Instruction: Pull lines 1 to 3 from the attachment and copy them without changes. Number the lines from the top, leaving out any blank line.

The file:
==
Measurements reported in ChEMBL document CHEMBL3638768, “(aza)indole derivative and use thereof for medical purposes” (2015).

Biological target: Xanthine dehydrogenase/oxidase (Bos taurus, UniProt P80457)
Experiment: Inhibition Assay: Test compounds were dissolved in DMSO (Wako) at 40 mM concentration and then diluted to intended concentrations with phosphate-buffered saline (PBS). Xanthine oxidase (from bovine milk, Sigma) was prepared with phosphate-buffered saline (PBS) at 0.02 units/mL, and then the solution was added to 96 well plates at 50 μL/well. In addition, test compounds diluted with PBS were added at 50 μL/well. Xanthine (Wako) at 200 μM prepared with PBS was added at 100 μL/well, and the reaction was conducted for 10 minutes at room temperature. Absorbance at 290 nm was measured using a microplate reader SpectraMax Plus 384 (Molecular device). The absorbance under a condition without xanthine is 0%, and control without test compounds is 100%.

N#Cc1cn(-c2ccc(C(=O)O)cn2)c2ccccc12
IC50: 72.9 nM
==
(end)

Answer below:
Measurements reported in ChEMBL document CHEMBL3638768, “(aza)indole derivative and use thereof for medical purposes” (2015).

Biological target: Xanthine dehydrogenase/oxidase (Bos taurus, UniProt P80457)
Experiment: Inhibition Assay: Test compounds were dissolved in DMSO (Wako) at 40 mM concentration and then diluted to intended concentrations with phosphate-buffered saline (PBS). Xanthine oxidase (from bovine milk, Sigma) was prepared with phosphate-buffered saline (PBS) at 0.02 units/mL, and then the solution was added to 96 well plates at 50 μL/well. In addition, test compounds diluted with PBS were added at 50 μL/well. Xanthine (Wako) at 200 μM prepared with PBS was added at 100 μL/well, and the reaction was conducted for 10 minutes at room temperature. Absorbance at 290 nm was measured using a microplate reader SpectraMax Plus 384 (Molecular device). The absorbance under a condition without xanthine is 0%, and control without test compounds is 100%.